Wednesday, March 22, 2006

Painting With Watercolors-2






















After completing a sketch, normally, the next step in a watercolor painting is to execute what is called a "wash" of color. One's choice of colors, and how those colors combine with one another, has a significant bearing on the the finally look of the painting.

For instance, in a landscape composition, one would normally create a "finished" look for the sky by combining washes, sometimes waiting for one color to dry and then adding another color over the first, sometimes by allowing two wet colors to combine, and sometimes by combining these two approaches. Clouds tend to look their best when paint is "lifted" from the painting. For example, a most striking cloud can be created by laying a wash of light yellow at the top portion of the sketch and allowing it to dry. After that, a set of blues might then be layered over the yellow. Before before these colors dry, a rag or tissue can be used to dab or "lift" some of the blues off the painting, thus leaving the underlying yellow, with an effect something like this.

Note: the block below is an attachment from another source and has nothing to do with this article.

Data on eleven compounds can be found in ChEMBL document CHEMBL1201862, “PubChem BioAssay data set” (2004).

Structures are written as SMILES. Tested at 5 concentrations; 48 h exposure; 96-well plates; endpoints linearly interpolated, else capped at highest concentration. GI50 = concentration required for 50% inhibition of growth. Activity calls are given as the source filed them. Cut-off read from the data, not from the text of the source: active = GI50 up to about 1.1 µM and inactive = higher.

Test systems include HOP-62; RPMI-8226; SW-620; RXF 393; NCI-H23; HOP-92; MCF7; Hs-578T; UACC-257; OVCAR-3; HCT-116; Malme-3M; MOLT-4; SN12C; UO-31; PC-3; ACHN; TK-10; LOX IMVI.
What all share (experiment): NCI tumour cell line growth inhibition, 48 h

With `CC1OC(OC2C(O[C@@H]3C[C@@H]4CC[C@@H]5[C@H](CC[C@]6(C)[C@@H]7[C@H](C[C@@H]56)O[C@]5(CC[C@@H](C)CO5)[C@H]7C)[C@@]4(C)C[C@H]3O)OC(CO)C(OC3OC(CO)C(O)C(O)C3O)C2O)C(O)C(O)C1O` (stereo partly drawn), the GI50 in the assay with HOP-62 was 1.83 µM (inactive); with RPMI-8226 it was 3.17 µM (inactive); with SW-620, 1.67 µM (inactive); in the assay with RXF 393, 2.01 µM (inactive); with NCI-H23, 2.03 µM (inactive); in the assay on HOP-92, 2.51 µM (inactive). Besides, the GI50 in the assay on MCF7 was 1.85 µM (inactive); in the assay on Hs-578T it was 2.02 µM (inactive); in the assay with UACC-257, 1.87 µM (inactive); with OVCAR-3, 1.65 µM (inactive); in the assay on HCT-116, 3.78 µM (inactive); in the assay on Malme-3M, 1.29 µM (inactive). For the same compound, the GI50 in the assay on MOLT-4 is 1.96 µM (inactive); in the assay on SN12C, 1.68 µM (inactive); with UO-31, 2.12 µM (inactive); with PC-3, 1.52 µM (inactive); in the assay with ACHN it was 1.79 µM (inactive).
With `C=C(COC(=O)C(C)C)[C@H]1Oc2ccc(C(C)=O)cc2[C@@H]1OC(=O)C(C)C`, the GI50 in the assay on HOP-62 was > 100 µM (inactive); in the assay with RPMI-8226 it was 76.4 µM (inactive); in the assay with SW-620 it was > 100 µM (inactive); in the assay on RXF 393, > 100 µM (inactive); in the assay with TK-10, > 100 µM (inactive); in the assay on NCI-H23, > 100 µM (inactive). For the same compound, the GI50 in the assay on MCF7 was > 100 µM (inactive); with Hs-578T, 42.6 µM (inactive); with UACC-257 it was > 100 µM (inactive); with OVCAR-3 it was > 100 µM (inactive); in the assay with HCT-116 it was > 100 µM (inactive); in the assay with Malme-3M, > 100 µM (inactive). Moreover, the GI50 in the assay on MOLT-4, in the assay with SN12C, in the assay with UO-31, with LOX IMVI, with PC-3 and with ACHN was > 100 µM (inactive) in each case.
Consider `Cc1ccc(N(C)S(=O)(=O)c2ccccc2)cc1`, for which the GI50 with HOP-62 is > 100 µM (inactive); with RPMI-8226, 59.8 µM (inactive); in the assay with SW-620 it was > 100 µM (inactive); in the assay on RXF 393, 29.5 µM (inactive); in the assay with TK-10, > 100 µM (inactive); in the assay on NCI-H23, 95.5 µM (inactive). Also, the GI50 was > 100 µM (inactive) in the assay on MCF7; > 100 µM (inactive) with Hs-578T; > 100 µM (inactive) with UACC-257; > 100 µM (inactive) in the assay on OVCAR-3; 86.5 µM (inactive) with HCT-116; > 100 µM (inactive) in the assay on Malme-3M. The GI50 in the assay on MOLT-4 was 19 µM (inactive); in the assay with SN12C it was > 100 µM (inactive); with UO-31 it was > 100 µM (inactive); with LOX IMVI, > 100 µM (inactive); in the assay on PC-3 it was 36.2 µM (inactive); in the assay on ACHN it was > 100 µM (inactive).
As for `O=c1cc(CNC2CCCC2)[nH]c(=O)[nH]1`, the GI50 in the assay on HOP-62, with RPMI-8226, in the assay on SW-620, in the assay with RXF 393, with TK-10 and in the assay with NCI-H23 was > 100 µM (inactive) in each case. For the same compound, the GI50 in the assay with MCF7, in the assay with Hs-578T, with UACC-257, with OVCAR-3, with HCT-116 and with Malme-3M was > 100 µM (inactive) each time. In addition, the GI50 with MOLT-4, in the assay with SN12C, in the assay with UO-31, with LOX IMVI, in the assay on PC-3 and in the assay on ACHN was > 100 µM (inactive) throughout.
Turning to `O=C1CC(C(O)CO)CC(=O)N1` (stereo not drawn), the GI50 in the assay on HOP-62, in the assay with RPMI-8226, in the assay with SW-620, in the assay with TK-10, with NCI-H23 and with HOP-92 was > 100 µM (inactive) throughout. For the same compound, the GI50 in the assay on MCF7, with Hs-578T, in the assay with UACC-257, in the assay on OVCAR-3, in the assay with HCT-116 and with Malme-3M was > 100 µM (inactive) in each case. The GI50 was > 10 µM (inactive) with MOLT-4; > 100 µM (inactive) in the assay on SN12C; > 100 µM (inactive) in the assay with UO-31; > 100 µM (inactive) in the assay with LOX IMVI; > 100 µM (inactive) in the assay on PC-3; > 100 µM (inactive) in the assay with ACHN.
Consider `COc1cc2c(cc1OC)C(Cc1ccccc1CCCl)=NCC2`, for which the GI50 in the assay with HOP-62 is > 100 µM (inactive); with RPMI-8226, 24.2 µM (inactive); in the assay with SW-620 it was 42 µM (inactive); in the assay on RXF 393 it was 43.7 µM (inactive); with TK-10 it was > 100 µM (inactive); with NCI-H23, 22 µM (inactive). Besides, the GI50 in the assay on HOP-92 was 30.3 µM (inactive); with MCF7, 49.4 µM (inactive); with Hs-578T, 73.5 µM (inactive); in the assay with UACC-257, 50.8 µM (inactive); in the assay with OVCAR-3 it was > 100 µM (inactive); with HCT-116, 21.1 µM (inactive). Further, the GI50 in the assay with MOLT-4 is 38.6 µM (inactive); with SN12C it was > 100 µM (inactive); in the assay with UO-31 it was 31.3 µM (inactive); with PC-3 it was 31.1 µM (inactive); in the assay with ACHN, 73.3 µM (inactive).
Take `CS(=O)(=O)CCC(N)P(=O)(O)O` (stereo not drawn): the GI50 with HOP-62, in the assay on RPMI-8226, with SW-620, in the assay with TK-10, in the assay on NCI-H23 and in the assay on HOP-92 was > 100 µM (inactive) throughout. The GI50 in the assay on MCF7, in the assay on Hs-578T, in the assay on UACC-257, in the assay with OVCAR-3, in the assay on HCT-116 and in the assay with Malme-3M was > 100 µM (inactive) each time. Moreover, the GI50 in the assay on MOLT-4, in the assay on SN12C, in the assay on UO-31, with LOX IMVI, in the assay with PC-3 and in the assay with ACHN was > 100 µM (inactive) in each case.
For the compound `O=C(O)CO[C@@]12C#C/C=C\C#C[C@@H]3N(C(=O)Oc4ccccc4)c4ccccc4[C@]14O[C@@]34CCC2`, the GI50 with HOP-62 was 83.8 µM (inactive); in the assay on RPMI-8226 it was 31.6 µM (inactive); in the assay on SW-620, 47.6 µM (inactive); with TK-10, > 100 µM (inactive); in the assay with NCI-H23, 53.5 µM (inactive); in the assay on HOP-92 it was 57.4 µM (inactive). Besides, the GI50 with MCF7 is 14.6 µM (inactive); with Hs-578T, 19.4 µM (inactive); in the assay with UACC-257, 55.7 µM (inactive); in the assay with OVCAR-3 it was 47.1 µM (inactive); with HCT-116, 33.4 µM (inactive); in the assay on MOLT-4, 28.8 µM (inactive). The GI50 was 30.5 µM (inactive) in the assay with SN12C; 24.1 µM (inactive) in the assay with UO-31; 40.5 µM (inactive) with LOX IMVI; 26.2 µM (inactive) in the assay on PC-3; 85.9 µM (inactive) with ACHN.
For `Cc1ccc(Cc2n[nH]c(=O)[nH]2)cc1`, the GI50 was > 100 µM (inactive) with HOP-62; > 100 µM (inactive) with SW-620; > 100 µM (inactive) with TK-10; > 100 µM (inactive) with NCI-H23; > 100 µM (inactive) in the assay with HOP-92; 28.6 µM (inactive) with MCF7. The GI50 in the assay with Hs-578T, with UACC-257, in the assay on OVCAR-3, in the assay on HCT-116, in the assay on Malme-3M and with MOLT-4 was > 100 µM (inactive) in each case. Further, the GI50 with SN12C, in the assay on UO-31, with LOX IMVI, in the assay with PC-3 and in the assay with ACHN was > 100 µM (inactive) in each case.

What does this have to do with living? If your life has been anything like mine, it is not your experiences in and of themselves that have made you the person you are: it the combination of those experience that make you the you have become. Likewise, a life lived in depth reveals many colors, some of which, athough initially hidden, become interesting, even striking, only when the surface color is lifted.

In this way true art begins from the inside out.